Australians who were meant to be onboard the Qantas repatriation flight from India to Darwin but were kicked off at thehave expressed their horror and confusion over being forced to stay. out of India, departing New Delhi just after midnight AEST on Saturday, and touched down ahead of schedule at 9.12 am at Darwin in the Northern Territory.
But nearly half of the 150 Australians booked on the flight could not board due to their. Northern Territory confirmed 48 had returned a positive impact, while another 24 people had been deemed close contacts – meaning 72 Aussies booked to fly home could no longer pass. Treasurer Josh Frydenberg told reporters in Melbourne the plane was not at total capacity as “there were before they came”.
Those left behind, including ABC’s South Asia correspondent James Oaten, say they are “bewildered at what has happened”. “They have been taking lots of precautions before this flight, they’ve been isolating, some had negative tests done just before they were put in pre-flight , and some have since got negative tests after,” Mr. Oaten told the ABC.
“This includes me; I was meant to be on that flight, and Iquarantine”. Mr. Oaten revealed his test result indicated “a low viral load,” but a follow-up test returned a negative result just last night. He has since negative.
In a piece for 7.30 on Monday night, he said seeing the speed of thein Delhi “has been nothing short of terrifying”. He said “triumphalism got in the way of clear-headed concern” as the for good, “and in just a few weeks, it went so horrifically wrong”.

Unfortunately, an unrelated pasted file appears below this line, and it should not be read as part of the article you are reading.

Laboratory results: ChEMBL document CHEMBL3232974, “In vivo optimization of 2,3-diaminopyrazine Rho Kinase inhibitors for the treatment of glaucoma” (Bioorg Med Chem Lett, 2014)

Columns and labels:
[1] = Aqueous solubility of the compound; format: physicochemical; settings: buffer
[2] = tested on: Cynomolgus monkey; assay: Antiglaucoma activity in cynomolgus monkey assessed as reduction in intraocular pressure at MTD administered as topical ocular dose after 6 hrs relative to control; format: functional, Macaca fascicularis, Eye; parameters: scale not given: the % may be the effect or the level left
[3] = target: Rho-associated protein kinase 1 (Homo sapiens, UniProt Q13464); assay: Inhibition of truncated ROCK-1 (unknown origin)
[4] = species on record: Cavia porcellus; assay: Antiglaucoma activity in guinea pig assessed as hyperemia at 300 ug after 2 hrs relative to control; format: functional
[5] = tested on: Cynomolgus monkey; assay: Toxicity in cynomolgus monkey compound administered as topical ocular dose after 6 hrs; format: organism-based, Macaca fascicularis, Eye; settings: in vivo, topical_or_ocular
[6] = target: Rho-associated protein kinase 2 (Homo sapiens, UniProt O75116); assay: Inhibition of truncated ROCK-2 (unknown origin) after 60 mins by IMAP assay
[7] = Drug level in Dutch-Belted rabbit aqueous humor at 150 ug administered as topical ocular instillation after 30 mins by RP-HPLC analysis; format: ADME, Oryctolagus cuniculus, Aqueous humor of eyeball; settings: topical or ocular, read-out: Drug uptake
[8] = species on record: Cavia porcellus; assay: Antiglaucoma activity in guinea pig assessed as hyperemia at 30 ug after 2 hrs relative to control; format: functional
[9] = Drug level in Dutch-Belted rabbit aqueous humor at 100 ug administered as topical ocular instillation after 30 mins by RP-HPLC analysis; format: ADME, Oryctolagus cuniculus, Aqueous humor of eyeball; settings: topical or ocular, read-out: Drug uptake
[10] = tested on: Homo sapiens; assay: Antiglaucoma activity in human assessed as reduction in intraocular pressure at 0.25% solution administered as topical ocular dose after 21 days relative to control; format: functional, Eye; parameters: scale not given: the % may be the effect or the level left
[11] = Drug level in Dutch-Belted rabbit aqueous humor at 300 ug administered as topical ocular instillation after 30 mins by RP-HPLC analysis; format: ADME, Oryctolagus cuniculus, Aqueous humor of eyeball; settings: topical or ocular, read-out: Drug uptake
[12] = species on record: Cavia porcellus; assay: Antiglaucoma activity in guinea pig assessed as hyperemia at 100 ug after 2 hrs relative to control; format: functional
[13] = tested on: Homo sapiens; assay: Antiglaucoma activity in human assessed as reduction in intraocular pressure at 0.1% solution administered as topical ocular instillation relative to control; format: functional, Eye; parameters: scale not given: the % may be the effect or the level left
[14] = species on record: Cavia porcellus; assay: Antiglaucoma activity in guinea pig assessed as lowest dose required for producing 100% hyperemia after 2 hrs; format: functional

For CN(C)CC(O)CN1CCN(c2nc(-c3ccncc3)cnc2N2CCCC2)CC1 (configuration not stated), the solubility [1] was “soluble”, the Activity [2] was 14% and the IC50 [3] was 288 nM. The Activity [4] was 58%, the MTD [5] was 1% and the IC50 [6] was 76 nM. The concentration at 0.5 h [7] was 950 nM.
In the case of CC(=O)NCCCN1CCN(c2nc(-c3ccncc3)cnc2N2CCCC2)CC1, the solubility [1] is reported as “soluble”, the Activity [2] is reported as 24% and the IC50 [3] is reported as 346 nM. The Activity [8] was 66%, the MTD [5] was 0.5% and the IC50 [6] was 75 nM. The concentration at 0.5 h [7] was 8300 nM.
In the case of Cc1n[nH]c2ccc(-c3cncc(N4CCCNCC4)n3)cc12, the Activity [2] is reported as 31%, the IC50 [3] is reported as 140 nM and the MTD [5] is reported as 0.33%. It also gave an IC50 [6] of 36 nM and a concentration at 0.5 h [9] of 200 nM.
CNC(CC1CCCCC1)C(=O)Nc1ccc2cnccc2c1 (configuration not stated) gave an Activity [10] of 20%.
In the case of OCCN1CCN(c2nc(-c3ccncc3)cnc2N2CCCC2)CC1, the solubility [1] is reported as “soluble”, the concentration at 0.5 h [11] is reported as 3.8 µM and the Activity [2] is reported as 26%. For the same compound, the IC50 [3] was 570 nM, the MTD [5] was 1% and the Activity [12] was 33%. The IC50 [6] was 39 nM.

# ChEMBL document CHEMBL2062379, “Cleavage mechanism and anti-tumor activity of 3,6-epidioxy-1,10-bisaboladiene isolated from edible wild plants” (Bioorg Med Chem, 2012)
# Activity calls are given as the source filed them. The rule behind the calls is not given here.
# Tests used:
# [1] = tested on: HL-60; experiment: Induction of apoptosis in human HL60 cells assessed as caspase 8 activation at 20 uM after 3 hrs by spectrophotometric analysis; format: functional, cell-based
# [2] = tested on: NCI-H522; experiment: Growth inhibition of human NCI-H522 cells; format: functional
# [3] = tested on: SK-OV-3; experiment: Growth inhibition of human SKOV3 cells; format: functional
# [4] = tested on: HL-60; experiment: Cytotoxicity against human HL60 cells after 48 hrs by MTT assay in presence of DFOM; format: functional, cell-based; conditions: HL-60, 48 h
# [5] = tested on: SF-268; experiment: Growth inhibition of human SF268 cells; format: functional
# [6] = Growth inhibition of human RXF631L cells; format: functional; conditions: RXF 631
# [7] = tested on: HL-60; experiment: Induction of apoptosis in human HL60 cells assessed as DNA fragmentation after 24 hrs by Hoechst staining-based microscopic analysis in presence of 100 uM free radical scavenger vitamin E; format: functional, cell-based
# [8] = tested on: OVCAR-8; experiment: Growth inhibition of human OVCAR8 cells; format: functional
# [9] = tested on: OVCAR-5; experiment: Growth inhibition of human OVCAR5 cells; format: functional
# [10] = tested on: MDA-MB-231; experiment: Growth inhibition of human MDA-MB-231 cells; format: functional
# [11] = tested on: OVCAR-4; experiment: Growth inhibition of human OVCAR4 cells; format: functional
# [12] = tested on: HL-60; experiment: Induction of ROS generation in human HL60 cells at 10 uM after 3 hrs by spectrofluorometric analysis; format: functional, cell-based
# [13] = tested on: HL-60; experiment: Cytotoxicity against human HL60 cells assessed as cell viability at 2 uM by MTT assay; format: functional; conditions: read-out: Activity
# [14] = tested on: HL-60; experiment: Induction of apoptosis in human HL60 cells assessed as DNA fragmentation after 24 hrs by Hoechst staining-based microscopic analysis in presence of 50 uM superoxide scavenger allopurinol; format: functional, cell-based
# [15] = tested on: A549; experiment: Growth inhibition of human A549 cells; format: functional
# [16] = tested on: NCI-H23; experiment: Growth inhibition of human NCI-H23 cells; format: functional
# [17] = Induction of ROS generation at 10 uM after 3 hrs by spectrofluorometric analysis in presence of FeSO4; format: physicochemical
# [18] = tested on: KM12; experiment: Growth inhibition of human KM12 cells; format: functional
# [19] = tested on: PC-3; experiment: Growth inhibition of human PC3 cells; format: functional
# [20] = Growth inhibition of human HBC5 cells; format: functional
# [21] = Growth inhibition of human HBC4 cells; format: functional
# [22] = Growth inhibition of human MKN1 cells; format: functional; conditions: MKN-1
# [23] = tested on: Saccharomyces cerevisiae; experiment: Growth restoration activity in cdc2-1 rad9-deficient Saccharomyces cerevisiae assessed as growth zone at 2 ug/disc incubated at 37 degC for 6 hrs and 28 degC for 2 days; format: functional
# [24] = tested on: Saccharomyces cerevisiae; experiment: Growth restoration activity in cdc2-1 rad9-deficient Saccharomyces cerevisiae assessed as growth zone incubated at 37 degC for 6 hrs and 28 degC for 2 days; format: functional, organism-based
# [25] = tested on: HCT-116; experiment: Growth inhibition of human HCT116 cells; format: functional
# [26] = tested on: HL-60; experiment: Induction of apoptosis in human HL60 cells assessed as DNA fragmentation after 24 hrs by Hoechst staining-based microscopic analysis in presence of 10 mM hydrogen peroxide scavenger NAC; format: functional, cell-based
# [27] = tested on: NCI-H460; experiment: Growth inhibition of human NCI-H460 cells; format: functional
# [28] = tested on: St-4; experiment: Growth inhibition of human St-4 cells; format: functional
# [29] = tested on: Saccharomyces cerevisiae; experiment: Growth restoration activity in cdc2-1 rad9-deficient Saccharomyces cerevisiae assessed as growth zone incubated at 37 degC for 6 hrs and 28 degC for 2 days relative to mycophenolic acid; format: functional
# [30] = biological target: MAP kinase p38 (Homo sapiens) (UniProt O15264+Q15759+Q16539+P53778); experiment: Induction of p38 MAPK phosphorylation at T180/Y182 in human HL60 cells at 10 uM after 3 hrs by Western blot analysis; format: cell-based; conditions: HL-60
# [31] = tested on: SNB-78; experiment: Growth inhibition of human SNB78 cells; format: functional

Mr. Oaten is not alone. “There’s a lot of anxiety and insecurity,” Katie Bhagat, an, told him. “I think [Qantas] should look at the lab they’re using and decide if that’s the best one. “I think they need to investigate claims of that have gone and gotten negative tests a couple of days later.”
One of thewas that passengers needed to have a negative COVID-19 PCR test before they were cleared to fly. Further are then conducted daily before boarding. “The new testing system in place is proving to be effective. However, our thoughts are with those here in Australia, unable to return to Australia due to the devastating third wave in India,” a Northern Territory Health spokesperson said.
On Monday, it was revealed that an Australian citizen who returned to the country from India on board the flight also tested. The Northern Territory’s acting , Dr. Charles Pain, defended leaving Australians behind, saying necessarily.
“When you’re in such dire straits and wishing to get to Australia, to a haven, it’s so disappointing, but we have to hold firm on the position that we can’t putthat are positive,” he said. He revealed that the Howard Springs facility, where the passengers are quarantining, can only manage 50 positive cases simultaneously. Further testing of passengers at the facility is underway after the recent positive case.
On Sunday, Qantas said it is looking into whether a laboratory thatmonth. India’s National Accreditation Board for Testing and Calibration Laboratories website shows New Delhi-based CRL Diagnostics was arrested on April 6.
According to ABC, the laboratory was used to lab for the pre-departure test. “We have reiterated to our diagnostic agency that they must ensure that any laboratory they use has all current and appropriate accreditations,” a spokeswoman said on Sunday.“vulnerable” Australians who had been in pre-flight hotel quarantine, detecting 46 positive cases and an additional 24 close contacts. Qantas is now reviewing whether the diagnostic agency used the